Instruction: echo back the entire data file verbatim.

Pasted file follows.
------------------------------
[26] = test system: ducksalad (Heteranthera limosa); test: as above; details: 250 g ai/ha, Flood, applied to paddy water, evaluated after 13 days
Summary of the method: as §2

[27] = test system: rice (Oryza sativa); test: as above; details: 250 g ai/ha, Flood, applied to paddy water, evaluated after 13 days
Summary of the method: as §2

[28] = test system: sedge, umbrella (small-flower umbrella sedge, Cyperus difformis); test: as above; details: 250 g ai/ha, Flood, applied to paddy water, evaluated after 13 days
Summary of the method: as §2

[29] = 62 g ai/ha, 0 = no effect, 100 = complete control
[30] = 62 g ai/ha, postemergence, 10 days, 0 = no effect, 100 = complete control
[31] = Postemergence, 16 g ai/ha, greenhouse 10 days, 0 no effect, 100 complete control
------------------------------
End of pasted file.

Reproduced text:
[26] = test system: ducksalad (Heteranthera limosa); test: as above; details: 250 g ai/ha, Flood, applied to paddy water, evaluated after 13 days
Summary of the method: as §2

[27] = test system: rice (Oryza sativa); test: as above; details: 250 g ai/ha, Flood, applied to paddy water, evaluated after 13 days
Summary of the method: as §2

[28] = test system: sedge, umbrella (small-flower umbrella sedge, Cyperus difformis); test: as above; details: 250 g ai/ha, Flood, applied to paddy water, evaluated after 13 days
Summary of the method: as §2

[29] = 62 g ai/ha, 0 = no effect, 100 = complete control
[30] = 62 g ai/ha, postemergence, 10 days, 0 = no effect, 100 = complete control
[31] = Postemergence, 16 g ai/ha, greenhouse 10 days, 0 no effect, 100 complete control